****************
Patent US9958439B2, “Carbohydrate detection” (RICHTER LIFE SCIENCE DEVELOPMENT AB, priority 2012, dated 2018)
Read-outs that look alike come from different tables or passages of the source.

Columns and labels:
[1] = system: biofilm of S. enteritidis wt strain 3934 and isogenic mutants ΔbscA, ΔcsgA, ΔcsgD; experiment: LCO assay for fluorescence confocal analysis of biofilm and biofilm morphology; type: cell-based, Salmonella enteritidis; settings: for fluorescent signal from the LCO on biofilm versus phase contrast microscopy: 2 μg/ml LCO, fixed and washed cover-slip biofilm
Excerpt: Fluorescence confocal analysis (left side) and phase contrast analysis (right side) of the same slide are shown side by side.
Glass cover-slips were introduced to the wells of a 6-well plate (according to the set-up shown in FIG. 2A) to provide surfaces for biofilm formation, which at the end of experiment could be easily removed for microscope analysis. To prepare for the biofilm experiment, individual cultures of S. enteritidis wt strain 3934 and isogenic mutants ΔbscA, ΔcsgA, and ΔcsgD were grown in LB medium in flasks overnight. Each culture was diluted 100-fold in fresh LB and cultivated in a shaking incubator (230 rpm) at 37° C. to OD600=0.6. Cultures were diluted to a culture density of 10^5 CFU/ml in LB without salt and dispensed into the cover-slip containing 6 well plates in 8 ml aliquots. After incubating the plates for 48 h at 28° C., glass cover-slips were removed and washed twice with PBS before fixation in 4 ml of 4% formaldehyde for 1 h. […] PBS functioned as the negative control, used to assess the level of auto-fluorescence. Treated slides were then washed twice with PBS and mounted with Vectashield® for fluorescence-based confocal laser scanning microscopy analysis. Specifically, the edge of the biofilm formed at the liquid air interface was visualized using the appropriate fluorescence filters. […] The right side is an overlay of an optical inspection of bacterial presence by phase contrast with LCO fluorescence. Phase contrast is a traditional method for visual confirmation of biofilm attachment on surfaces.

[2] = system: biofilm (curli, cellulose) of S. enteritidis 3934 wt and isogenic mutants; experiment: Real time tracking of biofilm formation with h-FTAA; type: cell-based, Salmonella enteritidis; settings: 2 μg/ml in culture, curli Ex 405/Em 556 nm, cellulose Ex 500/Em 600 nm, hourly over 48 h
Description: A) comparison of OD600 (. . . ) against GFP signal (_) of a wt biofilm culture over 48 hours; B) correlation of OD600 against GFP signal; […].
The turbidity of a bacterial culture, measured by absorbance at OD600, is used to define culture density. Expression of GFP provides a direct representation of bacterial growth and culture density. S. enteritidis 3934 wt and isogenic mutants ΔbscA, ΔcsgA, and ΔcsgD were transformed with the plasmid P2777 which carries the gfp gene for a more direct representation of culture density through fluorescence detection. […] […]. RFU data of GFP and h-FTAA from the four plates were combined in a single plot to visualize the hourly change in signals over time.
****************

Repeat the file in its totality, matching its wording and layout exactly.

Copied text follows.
Patent US9958439B2, “Carbohydrate detection” (RICHTER LIFE SCIENCE DEVELOPMENT AB, priority 2012, dated 2018)
Read-outs that look alike come from different tables or passages of the source.

Columns and labels:
[1] = system: biofilm of S. enteritidis wt strain 3934 and isogenic mutants ΔbscA, ΔcsgA, ΔcsgD; experiment: LCO assay for fluorescence confocal analysis of biofilm and biofilm morphology; type: cell-based, Salmonella enteritidis; settings: for fluorescent signal from the LCO on biofilm versus phase contrast microscopy: 2 μg/ml LCO, fixed and washed cover-slip biofilm
Excerpt: Fluorescence confocal analysis (left side) and phase contrast analysis (right side) of the same slide are shown side by side.
Glass cover-slips were introduced to the wells of a 6-well plate (according to the set-up shown in FIG. 2A) to provide surfaces for biofilm formation, which at the end of experiment could be easily removed for microscope analysis. To prepare for the biofilm experiment, individual cultures of S. enteritidis wt strain 3934 and isogenic mutants ΔbscA, ΔcsgA, and ΔcsgD were grown in LB medium in flasks overnight. Each culture was diluted 100-fold in fresh LB and cultivated in a shaking incubator (230 rpm) at 37° C. to OD600=0.6. Cultures were diluted to a culture density of 10^5 CFU/ml in LB without salt and dispensed into the cover-slip containing 6 well plates in 8 ml aliquots. After incubating the plates for 48 h at 28° C., glass cover-slips were removed and washed twice with PBS before fixation in 4 ml of 4% formaldehyde for 1 h. […] PBS functioned as the negative control, used to assess the level of auto-fluorescence. Treated slides were then washed twice with PBS and mounted with Vectashield® for fluorescence-based confocal laser scanning microscopy analysis. Specifically, the edge of the biofilm formed at the liquid air interface was visualized using the appropriate fluorescence filters. […] The right side is an overlay of an optical inspection of bacterial presence by phase contrast with LCO fluorescence. Phase contrast is a traditional method for visual confirmation of biofilm attachment on surfaces.

[2] = system: biofilm (curli, cellulose) of S. enteritidis 3934 wt and isogenic mutants; experiment: Real time tracking of biofilm formation with h-FTAA; type: cell-based, Salmonella enteritidis; settings: 2 μg/ml in culture, curli Ex 405/Em 556 nm, cellulose Ex 500/Em 600 nm, hourly over 48 h
Description: A) comparison of OD600 (. . . ) against GFP signal (_) of a wt biofilm culture over 48 hours; B) correlation of OD600 against GFP signal; […].
The turbidity of a bacterial culture, measured by absorbance at OD600, is used to define culture density. Expression of GFP provides a direct representation of bacterial growth and culture density. S. enteritidis 3934 wt and isogenic mutants ΔbscA, ΔcsgA, and ΔcsgD were transformed with the plasmid P2777 which carries the gfp gene for a more direct representation of culture density through fluorescence detection. […] […]. RFU data of GFP and h-FTAA from the four plates were combined in a single plot to visualize the hourly change in signals over time.